The most significant difference between this work and other accounts of language origin lies in its proposed outline, on the basis of the hypothetical originary event of language/culture, of the evolution of the basic utterance-forms, from the ostensive through the imperative to the declarative.
Given the lack of empirical evidence to guide this account, it may remind philosophically minded readers of Hegel’s Logik and its dialectical derivation of the categories of thought via the principles of negation and synthesis. I have always admired Hegel, the greatest of all metaphysical system-builders. But my use of a dialectical series is much less ambitious. Its purpose is to offer an understanding of how the hypothetical originary event can furnish a model for the emergence of a mature culture capable of elaborating, as GA does, a theory of its own emergence. That is, I propose a model, beginning with the originary event of the sign, of how using signs can eventually produce the theory that describes their beginning in the originary hypothesis, thus completing the circle and justifying the elaboration of the theory in its own terms.
The telos of the dialectic of linguistic form is the emergence of the “objectivity” of the declarative sentence from the “irrational” privileging/sacralizing of the central object in the originary ostensive. This irrationality is central to the Girardian scapegoat scene, described as an act of méconnaissance. But we do not require emissary murder to understand why language in its originary form lacks the objective detachment that the deferral at the heart of the formal pour-soi makes possible.
We might be tempted to say that the very structure of human consciousness in its contemplative relationship to its intended objects warrants a means to communicate “objective truths” about reality. But of course such reasoning is impermissible; it can be engaged in only a posteriori. I offer it only to point out that metaphysics has always not merely made this inference, but taken it for granted. For GA, the Achilles’ heel of philosophy is its failure to understand the secondarity of the declarative proposition to language—hence to the human—itself. Whence the need to elaborate a model of the dialectic connecting originary language to the declarative form.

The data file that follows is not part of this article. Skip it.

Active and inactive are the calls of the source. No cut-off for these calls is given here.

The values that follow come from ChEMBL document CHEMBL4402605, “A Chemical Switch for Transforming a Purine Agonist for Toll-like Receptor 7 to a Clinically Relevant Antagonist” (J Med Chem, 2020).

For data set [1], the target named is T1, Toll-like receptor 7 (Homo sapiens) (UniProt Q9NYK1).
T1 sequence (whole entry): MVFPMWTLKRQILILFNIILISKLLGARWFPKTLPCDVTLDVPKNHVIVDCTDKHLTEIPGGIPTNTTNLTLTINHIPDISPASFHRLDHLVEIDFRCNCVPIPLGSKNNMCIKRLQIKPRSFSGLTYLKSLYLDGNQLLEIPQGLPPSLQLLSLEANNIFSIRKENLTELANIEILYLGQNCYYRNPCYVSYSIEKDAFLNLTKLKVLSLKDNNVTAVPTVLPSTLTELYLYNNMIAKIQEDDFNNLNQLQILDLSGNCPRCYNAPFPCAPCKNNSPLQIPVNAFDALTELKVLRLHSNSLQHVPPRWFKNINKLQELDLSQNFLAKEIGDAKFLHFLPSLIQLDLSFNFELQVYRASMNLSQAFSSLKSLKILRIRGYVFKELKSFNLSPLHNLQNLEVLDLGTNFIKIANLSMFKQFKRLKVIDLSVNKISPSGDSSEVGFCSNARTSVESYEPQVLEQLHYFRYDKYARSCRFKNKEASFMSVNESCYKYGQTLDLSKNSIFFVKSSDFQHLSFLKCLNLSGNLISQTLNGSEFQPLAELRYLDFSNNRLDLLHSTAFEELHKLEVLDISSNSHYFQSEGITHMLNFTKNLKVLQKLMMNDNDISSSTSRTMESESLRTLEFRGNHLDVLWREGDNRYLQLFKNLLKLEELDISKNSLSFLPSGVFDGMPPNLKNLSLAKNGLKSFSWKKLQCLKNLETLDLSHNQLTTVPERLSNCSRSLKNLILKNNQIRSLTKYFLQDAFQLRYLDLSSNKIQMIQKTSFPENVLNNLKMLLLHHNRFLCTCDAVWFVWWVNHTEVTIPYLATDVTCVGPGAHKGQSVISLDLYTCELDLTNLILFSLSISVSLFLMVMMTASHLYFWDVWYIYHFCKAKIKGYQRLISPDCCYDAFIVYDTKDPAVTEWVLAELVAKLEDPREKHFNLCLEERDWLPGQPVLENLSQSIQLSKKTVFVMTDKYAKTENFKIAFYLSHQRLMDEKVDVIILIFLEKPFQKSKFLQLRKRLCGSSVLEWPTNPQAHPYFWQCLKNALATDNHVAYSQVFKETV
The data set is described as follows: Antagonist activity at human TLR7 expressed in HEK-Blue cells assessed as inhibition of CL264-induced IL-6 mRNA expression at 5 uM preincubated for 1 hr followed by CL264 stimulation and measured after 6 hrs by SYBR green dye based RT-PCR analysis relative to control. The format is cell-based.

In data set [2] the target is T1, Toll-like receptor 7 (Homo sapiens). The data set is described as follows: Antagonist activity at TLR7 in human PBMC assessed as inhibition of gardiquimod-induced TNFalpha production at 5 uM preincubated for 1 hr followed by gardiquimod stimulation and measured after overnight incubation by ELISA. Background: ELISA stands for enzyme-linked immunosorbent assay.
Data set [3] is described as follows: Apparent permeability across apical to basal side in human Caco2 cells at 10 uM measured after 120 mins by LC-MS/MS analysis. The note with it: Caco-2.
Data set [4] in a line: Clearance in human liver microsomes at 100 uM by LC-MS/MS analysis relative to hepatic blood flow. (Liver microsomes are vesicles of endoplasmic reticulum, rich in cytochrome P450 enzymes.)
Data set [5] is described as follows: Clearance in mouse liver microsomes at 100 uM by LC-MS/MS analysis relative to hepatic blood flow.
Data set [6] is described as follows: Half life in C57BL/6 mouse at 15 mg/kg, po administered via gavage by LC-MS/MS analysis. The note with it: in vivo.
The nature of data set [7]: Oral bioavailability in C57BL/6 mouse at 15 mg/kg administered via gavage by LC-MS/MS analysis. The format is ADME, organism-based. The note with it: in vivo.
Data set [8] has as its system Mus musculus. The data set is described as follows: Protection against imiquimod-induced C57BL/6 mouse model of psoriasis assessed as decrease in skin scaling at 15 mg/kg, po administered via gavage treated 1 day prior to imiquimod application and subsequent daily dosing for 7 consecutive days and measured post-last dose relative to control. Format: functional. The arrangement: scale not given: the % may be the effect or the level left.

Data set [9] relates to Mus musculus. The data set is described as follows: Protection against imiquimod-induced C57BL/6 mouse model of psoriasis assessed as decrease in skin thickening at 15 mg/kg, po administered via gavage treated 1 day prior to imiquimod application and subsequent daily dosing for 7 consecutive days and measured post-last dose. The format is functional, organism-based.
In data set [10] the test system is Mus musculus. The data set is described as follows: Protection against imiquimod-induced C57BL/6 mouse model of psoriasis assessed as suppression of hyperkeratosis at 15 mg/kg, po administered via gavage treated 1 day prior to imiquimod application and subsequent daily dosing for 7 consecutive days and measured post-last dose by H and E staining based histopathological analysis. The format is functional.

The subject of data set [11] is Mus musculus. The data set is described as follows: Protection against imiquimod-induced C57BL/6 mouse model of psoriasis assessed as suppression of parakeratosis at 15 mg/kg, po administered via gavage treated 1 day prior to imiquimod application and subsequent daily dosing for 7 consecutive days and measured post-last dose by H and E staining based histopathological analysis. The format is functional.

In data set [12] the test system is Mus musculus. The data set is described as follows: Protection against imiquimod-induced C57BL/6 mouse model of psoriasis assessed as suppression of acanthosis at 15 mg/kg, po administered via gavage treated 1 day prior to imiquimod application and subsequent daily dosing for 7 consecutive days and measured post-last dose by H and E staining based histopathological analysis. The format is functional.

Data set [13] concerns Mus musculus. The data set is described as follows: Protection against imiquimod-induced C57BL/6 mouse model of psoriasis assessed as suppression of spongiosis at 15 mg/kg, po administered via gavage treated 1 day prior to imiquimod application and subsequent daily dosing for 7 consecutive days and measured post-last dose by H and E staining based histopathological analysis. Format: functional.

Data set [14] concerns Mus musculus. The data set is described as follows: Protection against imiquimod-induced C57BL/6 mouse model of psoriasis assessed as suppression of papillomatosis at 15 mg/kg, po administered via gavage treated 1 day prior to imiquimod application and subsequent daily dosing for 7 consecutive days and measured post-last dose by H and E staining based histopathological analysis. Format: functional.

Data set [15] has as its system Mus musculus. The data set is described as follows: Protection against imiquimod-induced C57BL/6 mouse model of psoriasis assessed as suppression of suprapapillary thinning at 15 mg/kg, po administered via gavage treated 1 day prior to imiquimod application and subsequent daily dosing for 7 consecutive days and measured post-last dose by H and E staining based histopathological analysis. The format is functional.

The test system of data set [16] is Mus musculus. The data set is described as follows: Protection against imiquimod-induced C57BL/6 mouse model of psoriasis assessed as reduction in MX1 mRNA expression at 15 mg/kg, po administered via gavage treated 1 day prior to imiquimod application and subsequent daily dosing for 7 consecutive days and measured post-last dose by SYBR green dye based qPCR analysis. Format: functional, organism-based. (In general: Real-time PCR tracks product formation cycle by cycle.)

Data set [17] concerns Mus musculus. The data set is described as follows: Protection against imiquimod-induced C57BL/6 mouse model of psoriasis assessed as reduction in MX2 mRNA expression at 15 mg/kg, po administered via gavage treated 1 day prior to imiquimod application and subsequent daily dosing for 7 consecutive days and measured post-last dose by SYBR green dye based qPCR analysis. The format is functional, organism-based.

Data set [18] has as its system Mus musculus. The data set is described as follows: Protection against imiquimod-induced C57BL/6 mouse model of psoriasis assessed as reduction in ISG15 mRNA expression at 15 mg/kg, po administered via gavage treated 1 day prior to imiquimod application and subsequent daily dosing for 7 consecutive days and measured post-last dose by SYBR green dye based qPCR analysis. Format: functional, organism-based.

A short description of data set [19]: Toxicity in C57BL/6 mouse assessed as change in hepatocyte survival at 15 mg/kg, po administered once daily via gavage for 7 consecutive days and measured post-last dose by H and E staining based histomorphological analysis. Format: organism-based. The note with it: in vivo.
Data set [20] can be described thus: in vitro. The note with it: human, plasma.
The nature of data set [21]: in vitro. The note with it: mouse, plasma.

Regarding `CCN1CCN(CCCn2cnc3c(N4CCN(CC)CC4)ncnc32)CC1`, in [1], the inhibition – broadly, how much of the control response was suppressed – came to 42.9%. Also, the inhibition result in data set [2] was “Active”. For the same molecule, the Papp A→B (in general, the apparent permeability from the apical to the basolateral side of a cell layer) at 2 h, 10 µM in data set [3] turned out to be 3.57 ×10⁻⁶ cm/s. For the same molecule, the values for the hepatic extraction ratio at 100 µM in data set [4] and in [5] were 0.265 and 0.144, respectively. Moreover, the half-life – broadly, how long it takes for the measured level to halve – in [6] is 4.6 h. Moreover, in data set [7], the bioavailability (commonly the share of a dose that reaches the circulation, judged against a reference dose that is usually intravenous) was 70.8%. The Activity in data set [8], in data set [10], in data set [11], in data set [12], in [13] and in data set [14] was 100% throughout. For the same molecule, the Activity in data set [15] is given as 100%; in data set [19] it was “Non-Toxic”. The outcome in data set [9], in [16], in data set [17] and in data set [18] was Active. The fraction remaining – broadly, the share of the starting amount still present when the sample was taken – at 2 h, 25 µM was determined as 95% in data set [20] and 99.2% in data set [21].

Once humans learned to defer mimetic violence through signs, they were faced with the dialectical tension that the following chapters describe between the use of language to express the desire of a speaker and its prolongation in the acts of his interlocutor, to whom this desire is alien. The communal symmetry of the originary scene, with the humans on the periphery surrounding the sacralized central object, remains the model of all cultural communication, but the individual elements of this symmetry, the separate “conversations” between the participants that will serve as models for future non-ritual uses of language, embody an asymmetrical relationship between speaker and hearer. In the originary event, we may assume that all emit and perceive the “same” sign, and that this sameness is guaranteed by the success of the signing in preventing violence. All realize that the gestures of the others “mean” the same thing as their own, which is to say, renunciation of the immediate act of appropriation of the central object desired by all.
But the importance of modeling the formal dialectic that generates the declarative form, the presumably universal basis of fully evolved or “mature” language, is to make clear how the interplay between symmetry and asymmetry in the use of language can acquire the flexibility without which “language” and “culture” would have remained merely ceremonial activities. The point is to show how this new mode of consciousness, this pour-soi freed from “instinct,” in which the subject is separated by a néant from its object, could find a functional means of making objective, or more precisely, objectivizing use of this detachment.